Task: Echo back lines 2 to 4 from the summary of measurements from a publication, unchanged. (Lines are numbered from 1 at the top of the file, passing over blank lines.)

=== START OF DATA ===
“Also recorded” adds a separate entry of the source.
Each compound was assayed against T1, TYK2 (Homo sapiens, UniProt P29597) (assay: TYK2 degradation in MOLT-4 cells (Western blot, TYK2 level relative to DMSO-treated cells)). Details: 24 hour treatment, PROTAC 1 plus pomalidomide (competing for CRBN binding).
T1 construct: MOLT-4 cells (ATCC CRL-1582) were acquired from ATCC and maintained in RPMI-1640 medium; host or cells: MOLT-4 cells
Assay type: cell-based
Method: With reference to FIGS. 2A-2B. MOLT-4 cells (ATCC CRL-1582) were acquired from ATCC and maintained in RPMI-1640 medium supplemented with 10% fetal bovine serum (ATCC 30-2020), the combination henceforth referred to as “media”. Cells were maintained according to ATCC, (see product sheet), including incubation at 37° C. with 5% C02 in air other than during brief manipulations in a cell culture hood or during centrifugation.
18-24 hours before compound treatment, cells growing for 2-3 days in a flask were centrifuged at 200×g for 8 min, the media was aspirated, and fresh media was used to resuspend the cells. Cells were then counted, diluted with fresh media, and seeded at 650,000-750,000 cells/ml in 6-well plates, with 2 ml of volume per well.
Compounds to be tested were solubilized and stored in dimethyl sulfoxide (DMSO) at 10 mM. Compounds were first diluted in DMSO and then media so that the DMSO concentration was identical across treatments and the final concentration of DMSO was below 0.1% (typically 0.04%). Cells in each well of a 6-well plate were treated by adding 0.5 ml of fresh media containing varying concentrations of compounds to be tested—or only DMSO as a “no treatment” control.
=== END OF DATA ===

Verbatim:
Each compound was assayed against T1, TYK2 (Homo sapiens, UniProt P29597) (assay: TYK2 degradation in MOLT-4 cells (Western blot, TYK2 level relative to DMSO-treated cells)). Details: 24 hour treatment, PROTAC 1 plus pomalidomide (competing for CRBN binding).
T1 construct: MOLT-4 cells (ATCC CRL-1582) were acquired from ATCC and maintained in RPMI-1640 medium; host or cells: MOLT-4 cells
Assay type: cell-based